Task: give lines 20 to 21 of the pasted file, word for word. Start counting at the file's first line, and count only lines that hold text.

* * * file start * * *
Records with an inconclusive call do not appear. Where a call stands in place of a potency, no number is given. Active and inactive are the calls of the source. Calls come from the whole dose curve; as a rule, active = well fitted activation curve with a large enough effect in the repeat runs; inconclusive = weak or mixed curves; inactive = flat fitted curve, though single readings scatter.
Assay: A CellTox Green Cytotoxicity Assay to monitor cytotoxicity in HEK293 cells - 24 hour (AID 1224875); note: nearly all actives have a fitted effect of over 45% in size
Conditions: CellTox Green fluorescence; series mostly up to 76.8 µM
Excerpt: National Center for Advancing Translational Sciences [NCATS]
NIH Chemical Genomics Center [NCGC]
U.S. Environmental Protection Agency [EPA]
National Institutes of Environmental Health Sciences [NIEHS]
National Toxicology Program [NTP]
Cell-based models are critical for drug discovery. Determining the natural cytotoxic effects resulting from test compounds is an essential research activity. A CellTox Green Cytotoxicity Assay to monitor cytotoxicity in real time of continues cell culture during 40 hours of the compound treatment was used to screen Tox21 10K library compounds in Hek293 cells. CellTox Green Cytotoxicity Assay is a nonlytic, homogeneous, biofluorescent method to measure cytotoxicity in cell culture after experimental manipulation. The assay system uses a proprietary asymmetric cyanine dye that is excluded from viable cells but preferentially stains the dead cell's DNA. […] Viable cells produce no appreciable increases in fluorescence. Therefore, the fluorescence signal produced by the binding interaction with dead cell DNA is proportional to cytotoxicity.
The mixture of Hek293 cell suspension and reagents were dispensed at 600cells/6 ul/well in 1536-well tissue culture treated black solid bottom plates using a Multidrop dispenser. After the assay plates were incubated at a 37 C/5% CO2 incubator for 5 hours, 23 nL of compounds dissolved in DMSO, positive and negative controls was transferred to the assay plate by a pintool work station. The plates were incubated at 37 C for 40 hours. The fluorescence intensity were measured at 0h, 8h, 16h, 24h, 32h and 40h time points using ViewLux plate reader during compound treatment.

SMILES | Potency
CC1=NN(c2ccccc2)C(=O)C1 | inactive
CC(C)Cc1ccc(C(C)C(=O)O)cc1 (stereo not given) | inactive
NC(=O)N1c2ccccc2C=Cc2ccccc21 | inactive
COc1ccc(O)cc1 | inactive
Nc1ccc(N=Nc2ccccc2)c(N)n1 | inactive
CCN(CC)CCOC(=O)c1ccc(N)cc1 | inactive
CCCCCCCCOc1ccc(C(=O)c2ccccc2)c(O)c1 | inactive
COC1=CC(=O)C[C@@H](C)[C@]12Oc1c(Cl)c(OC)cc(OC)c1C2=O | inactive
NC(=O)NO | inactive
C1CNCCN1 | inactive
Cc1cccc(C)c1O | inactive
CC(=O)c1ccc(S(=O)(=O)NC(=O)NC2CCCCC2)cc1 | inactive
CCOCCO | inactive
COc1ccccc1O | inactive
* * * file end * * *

NC(=O)NO | inactive
C1CNCCN1 | inactive